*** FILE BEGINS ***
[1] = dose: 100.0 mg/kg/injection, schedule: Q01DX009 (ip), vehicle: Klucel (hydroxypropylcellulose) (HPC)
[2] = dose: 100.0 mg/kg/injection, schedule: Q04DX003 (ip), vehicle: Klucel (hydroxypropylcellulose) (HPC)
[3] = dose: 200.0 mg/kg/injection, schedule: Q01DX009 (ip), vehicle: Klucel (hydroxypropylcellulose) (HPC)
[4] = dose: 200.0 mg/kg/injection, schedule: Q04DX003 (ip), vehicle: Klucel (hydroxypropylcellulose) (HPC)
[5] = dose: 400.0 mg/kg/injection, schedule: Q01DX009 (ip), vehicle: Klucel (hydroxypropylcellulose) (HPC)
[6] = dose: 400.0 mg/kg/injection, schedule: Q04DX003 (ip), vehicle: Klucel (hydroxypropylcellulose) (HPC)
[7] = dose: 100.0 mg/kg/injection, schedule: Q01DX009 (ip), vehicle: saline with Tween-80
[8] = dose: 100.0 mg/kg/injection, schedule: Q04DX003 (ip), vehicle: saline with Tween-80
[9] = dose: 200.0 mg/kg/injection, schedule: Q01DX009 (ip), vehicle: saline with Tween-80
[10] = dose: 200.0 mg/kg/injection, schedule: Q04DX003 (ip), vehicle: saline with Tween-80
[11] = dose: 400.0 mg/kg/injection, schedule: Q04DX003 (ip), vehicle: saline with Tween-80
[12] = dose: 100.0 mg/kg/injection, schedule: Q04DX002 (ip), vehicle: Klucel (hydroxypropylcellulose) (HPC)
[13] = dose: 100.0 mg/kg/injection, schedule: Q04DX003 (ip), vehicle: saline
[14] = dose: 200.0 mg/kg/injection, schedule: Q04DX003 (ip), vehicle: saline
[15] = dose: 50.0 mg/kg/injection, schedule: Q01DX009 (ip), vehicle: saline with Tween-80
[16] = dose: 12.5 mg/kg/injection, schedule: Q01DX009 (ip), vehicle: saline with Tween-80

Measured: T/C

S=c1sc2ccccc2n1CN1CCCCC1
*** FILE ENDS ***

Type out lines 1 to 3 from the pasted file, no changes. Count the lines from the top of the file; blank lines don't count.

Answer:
[1] = dose: 100.0 mg/kg/injection, schedule: Q01DX009 (ip), vehicle: Klucel (hydroxypropylcellulose) (HPC)
[2] = dose: 100.0 mg/kg/injection, schedule: Q04DX003 (ip), vehicle: Klucel (hydroxypropylcellulose) (HPC)
[3] = dose: 200.0 mg/kg/injection, schedule: Q01DX009 (ip), vehicle: Klucel (hydroxypropylcellulose) (HPC)